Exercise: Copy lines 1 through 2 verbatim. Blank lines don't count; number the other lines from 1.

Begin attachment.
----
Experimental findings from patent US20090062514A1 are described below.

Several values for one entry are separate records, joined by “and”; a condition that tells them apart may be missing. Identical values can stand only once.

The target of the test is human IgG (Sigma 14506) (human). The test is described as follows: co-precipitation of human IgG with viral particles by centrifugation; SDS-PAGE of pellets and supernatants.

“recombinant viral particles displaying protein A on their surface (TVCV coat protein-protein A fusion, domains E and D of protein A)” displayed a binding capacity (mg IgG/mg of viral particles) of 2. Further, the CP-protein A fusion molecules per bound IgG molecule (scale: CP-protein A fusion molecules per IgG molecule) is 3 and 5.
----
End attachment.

Experimental findings from patent US20090062514A1 are described below.

Several values for one entry are separate records, joined by “and”; a condition that tells them apart may be missing. Identical values can stand only once.